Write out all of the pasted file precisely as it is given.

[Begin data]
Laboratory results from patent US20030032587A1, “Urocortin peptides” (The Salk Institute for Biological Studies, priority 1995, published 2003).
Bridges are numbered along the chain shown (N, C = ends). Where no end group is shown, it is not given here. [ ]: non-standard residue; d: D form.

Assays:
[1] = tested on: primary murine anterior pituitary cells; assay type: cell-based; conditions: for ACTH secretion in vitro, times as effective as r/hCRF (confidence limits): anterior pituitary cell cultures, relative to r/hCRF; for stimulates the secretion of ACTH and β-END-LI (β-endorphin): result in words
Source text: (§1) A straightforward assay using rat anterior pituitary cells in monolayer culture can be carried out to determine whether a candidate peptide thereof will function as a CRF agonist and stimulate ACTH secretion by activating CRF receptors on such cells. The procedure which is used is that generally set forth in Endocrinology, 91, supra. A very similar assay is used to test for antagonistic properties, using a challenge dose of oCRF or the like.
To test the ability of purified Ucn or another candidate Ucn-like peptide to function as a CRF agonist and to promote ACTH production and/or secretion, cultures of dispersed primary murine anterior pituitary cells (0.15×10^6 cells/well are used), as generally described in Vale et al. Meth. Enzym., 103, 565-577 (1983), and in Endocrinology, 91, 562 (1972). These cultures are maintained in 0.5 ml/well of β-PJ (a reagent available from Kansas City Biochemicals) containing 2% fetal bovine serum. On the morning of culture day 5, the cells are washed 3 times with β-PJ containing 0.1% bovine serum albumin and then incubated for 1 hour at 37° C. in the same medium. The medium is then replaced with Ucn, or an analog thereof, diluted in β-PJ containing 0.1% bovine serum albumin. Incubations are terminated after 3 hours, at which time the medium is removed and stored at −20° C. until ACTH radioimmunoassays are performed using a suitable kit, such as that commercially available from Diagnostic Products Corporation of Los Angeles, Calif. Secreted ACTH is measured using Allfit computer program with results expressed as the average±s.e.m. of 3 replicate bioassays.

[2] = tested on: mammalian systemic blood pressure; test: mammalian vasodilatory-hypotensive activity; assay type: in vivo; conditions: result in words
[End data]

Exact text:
Laboratory results from patent US20030032587A1, “Urocortin peptides” (The Salk Institute for Biological Studies, priority 1995, published 2003).
Bridges are numbered along the chain shown (N, C = ends). Where no end group is shown, it is not given here. [ ]: non-standard residue; d: D form.

Assays:
[1] = tested on: primary murine anterior pituitary cells; assay type: cell-based; conditions: for ACTH secretion in vitro, times as effective as r/hCRF (confidence limits): anterior pituitary cell cultures, relative to r/hCRF; for stimulates the secretion of ACTH and β-END-LI (β-endorphin): result in words
Source text: (§1) A straightforward assay using rat anterior pituitary cells in monolayer culture can be carried out to determine whether a candidate peptide thereof will function as a CRF agonist and stimulate ACTH secretion by activating CRF receptors on such cells. The procedure which is used is that generally set forth in Endocrinology, 91, supra. A very similar assay is used to test for antagonistic properties, using a challenge dose of oCRF or the like.
To test the ability of purified Ucn or another candidate Ucn-like peptide to function as a CRF agonist and to promote ACTH production and/or secretion, cultures of dispersed primary murine anterior pituitary cells (0.15×10^6 cells/well are used), as generally described in Vale et al. Meth. Enzym., 103, 565-577 (1983), and in Endocrinology, 91, 562 (1972). These cultures are maintained in 0.5 ml/well of β-PJ (a reagent available from Kansas City Biochemicals) containing 2% fetal bovine serum. On the morning of culture day 5, the cells are washed 3 times with β-PJ containing 0.1% bovine serum albumin and then incubated for 1 hour at 37° C. in the same medium. The medium is then replaced with Ucn, or an analog thereof, diluted in β-PJ containing 0.1% bovine serum albumin. Incubations are terminated after 3 hours, at which time the medium is removed and stored at −20° C. until ACTH radioimmunoassays are performed using a suitable kit, such as that commercially available from Diagnostic Products Corporation of Los Angeles, Calif. Secreted ACTH is measured using Allfit computer program with results expressed as the average±s.e.m. of 3 replicate bioassays.

[2] = tested on: mammalian systemic blood pressure; test: mammalian vasodilatory-hypotensive activity; assay type: in vivo; conditions: result in words